“Listen,” he implored. “There is no better feeling than lifting that trophy on Sunday. Believe me, we're going to have a party if we do it.”

That last part was for the benefit of the rookies, because the veterans certainly know what to expect.

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Singh's lawsuit stalls as judge denies motion

By Rex HoggardJanuary 23, 2018, 7:54 pm

Vijay Singh’s attempts to speed up the proceedings in his ongoing lawsuit against the PGA Tour have been stalled, again.

Singh – who filed the lawsuit in New York Supreme Court in May 2013 claiming the Tour recklessly administered its anti-doping program when he was suspended, a suspension that was later rescinded – sought to have the circuit sanctioned for what his attorneys argued was a frivolous motion, but judge Eileen Bransten denied the motion earlier this month.

“While the court is of the position it correctly denied the Tour’s motion to argue, the court does not agree that the motion was filed in bad faith nor that it represents a ‘persistent pattern of repetitive or meritless motions,’” Bransten said.

It also doesn’t appear likely the case will go to trial any time soon, with Bransten declining Singh’s request for a pretrial conference until a pair of appeals that have been sent to the court’s appellate division have been decided.

“What really should be done is settle this case,” Bransten said during the hearing, before adding that it is, “unlikely a trail will commence prior to 2019.”

The Tour’s longstanding policy is not to comment on ongoing litigation, but earlier this month commissioner Jay Monahan was asked about the lawsuit.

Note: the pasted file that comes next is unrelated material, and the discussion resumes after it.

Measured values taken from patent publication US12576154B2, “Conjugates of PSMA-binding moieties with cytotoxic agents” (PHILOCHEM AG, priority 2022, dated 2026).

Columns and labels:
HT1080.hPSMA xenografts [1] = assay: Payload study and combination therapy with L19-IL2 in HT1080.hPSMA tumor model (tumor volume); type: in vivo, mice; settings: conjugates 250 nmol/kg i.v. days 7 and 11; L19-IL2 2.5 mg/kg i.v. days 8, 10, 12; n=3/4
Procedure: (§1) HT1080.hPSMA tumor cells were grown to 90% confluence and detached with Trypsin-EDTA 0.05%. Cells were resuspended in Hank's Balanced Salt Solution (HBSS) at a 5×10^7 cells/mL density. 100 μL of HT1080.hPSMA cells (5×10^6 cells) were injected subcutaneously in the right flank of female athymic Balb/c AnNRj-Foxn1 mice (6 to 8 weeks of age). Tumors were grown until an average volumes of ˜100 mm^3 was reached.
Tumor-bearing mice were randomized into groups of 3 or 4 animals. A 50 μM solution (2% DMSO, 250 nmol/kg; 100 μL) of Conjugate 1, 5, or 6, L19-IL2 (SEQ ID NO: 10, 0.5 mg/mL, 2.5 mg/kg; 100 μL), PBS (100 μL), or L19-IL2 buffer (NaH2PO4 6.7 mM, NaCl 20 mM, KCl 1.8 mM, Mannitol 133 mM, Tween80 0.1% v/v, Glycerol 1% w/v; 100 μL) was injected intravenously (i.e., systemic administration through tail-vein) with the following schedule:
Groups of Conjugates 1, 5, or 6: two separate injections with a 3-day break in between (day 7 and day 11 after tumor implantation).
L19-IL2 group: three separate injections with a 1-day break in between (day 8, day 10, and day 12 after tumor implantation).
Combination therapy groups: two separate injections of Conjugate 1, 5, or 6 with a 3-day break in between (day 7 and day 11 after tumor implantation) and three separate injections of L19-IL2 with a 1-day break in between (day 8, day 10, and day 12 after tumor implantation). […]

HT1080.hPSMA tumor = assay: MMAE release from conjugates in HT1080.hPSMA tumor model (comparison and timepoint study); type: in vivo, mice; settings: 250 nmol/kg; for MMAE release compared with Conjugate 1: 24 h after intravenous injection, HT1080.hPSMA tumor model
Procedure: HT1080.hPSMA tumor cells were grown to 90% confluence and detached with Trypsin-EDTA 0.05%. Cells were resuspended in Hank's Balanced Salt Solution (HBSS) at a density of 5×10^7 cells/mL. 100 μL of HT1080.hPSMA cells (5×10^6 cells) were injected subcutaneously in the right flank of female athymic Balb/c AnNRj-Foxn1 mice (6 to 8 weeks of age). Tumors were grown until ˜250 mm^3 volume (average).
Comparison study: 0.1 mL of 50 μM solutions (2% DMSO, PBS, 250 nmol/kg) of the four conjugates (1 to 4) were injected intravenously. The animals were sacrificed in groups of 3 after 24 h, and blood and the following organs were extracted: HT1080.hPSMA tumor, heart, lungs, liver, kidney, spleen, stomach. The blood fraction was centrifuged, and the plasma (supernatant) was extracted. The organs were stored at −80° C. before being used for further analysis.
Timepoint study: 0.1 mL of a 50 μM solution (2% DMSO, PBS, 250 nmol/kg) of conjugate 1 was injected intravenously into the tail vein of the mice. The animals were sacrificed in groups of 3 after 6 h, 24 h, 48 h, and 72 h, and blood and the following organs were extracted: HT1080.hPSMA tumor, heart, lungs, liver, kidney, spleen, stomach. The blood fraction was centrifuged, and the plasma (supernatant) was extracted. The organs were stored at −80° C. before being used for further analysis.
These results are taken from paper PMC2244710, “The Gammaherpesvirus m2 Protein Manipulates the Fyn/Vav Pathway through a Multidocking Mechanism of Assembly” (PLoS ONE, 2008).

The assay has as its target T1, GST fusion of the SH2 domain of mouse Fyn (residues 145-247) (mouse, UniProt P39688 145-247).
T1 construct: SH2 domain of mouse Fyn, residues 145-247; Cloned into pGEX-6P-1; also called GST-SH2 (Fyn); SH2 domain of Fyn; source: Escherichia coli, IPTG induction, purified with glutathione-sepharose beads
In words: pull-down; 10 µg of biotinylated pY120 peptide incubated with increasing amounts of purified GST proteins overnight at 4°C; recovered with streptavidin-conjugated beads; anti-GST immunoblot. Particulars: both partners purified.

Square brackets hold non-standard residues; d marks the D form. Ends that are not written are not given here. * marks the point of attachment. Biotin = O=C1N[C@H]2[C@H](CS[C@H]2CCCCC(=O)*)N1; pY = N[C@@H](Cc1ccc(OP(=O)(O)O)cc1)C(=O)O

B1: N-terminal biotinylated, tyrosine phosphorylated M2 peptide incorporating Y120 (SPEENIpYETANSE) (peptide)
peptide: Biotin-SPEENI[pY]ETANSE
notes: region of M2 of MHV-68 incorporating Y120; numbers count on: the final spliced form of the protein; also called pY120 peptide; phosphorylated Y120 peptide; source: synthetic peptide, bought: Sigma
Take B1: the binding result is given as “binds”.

“I'll just say that we're going through the process,” Monahan said. “Once you get into a legal process, and you've been into it as long as we have been into it, I think it's fair to assume that we're going to run it until the end.”

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Videos and images from Tiger's Tuesday at Torrey

By Golf Channel DigitalJanuary 23, 2018, 7:45 pm

Tiger Woods played a nine-hole practice round Tuesday at Torrey Pines South, site of this week's Farmers Insurance Open. Woods is making his first PGA Tour start since missing the cut in this event last year. Here's a look at some images and videos of Tiger, via social media:







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Power Rankings: 2018 Farmers Insurance Open

By Will GrayJanuary 23, 2018, 6:59 pm

The PGA Tour remains in California this week for the Farmers Insurance Open. A field of 156 players will tackle the North and South Courses at Torrey Pines, with weekend play exclusively on the South Course.

Be sure to join the all-new Golf Channel Fantasy Challenge - including a new One & Done game offering - to compete for prizes and form your own leagues, and log on to www.playfantasygolf.com to submit your picks for this week's event.

Jon Rahm won this event last year by three shots over Charles Howell III and C.T. Pan. Here are 10 names to watch in La Jolla:

1. Jon Rahm: No need to overthink it at the top. Rahm enters as a defending champ for the first time, fresh off a playoff win at the CareerBuilder Challenge that itself was preceded by a runner-up showing at Kapalua. Rahm is perhaps the hottest player in the field, and with a chance to become world No. 1 should be set for another big week.

2. Jason Day: The Aussie has missed the cut here the last two years, and he hasn't played competitively since November. But he ended a disappointing 2017 on a slight uptick, and his Torrey Pines record includes three straight top-10s from 2013-15 that ended with his victory three years ago.

3. Justin Rose: Rose ended last year on a tear, with three victories over his final six starts including two in a row in Turkey and China. The former U.S. Open winner has the patience to deal with a brutal layout like the South Course, as evidenced by his fourth-place showing at this event a year ago.

4. Rickie Fowler: This tournament has become somewhat feast-or-famine for Fowler, who is making his ninth straight start at Torrey Pines. The first four in that run all netted top-20 finishes, including two top-10s, while the last four have led to three missed cuts and a T-61. After a win in the Bahamas and T-4 at Kapalua, it's likely his mini-slump comes to an end.